I collect old hymnals. Most are from the early 20th century, but I have a few that date back to the 1800s. I love to admire the covers, all tattered and torn, and the delicate, velvety soft pages. The musty smell evokes an image of a little country church with wooden benches and hardwood floors and a pot-bellied stove. In a few of the hymnals you can find page numbers written on the inside cover, now almost faded with time. The strokes are thick and thin, obviously written with a quill and ink. One didn’t just pull out a ballpoint pen and jot these numbers down. These numbers were deliberate, they took some effort; undoubtably a few favorite selections of the singer.
As I thumb through the songs in these hymnals, by mind drifts back across the years and I imagine someone who has long since passed holding this very book and singing some of these same songs that we sing in worship today. It may have been a father sitting on a church pew with his wife and kids, holding this very book and singing No.48…
“Great is Thy faithfulness,” O God my Father,
There is no shadow of turning with Thee;
Thou changest not, Thy compassions, they fail not
As Thou hast been Thou forever wilt be.
A bit nostalgic, perhaps, but that’s what we do isn’t it? In 1940, in an essay titled, “Look Homeward, Americans,” novelist Carson McCullers proposed that nostalgia is a “national trait for Americans…as native to us as the roller coaster or the jukebox.” Even at my relatively young age I think back on my childhood as a time when summers were longer, the grass was greener, and cartoons were better. Childhood was Saturday morning breakfast with Grandaddy and Slush Puppies from the Dime Store.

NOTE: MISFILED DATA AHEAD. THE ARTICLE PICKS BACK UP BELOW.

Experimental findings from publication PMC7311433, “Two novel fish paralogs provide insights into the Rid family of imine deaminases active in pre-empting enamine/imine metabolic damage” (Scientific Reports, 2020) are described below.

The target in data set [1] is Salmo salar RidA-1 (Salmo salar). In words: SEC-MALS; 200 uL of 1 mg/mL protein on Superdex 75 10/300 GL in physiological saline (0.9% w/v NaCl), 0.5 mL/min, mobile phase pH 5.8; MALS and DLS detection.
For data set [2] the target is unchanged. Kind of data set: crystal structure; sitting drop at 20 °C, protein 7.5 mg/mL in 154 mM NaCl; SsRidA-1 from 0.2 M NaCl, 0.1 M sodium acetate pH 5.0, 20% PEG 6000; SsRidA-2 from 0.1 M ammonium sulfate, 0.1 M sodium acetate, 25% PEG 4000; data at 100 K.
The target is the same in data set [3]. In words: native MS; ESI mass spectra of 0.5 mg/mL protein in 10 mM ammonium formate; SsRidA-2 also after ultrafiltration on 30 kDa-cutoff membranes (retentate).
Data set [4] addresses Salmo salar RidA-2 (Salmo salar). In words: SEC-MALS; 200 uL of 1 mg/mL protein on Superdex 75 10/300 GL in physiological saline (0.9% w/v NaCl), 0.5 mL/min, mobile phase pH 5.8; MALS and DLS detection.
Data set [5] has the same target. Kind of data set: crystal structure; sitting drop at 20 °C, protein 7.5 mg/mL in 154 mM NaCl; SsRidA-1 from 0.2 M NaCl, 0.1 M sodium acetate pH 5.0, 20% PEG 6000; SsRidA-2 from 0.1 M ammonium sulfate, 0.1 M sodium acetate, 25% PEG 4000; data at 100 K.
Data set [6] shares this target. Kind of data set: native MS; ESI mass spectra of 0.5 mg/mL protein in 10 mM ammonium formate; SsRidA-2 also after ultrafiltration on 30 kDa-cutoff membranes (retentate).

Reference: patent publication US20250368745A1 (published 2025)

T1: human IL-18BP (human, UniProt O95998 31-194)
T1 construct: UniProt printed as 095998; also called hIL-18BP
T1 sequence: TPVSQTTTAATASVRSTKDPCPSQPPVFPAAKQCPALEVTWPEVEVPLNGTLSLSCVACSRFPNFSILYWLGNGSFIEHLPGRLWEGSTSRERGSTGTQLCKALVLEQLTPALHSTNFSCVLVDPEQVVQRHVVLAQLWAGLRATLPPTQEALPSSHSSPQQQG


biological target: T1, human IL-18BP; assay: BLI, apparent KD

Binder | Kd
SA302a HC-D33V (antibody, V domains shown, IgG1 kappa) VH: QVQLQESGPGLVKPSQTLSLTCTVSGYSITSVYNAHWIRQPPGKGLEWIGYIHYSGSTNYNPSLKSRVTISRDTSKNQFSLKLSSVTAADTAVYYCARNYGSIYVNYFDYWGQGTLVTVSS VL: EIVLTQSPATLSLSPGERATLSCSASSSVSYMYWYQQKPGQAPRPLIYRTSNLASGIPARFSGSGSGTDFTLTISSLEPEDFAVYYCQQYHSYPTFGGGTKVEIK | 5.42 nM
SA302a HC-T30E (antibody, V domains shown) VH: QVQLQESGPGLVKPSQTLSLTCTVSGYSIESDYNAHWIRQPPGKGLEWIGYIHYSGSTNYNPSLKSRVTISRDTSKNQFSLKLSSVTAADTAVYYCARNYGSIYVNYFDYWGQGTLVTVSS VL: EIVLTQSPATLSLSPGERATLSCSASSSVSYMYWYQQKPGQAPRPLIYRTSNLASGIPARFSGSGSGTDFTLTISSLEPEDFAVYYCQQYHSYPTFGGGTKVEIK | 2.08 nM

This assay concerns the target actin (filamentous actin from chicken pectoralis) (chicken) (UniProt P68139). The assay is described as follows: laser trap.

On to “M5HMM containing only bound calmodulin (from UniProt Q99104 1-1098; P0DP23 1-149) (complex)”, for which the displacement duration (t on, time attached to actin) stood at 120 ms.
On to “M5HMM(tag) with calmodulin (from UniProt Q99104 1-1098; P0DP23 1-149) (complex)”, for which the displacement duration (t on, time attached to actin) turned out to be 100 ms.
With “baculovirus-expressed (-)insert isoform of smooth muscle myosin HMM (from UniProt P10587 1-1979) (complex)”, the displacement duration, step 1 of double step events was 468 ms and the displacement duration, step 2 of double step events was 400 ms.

It’s in our nature to look back on the “good ol’ days” with fond feelings and block out the negative memories, but we are often falsely nostalgic. Every age has had it’s share of problems. Sure, your grandparents could buy a bottle of coke for a nickel, but they didn’t have running water, or toilet paper, or individually wrapped cheese slices. They suffered through the Great Depression and two World Wars. Life wasn’t all roses. Even in my own family, I’ve come to realize that we’ve had our share of heartaches and trials that I was oblivious to as a child.
There’s an old Cherokee Proverb that says “Don’t let yesterday use up too much of today.” I’m not saying we should throw it all out. Nostalgia is what we do. So keep the fond memories and smell the hymnals every now and then, but don’t make it such a focal point in your life that you can’t appreciate what God is doing today. Don’t disdain the new because you long for the old. Life changes, but He “changest not”. Things will not stay the same, but you can move forward day by day for the glory of God. As the Apostle Paul said to the church at Philippi,
“But one thing I do: forgetting what lies behind and straining forward to what lies ahead, I press on toward the goal for the prize of the upward call of God in Christ Jesus.” -Philippians 3:13-14
Strain forward. Press on. Some say things are getting worse. I say things have never really been as good as you remember. But today… This is the day that the Lord has made. Rejoice and be glad in it.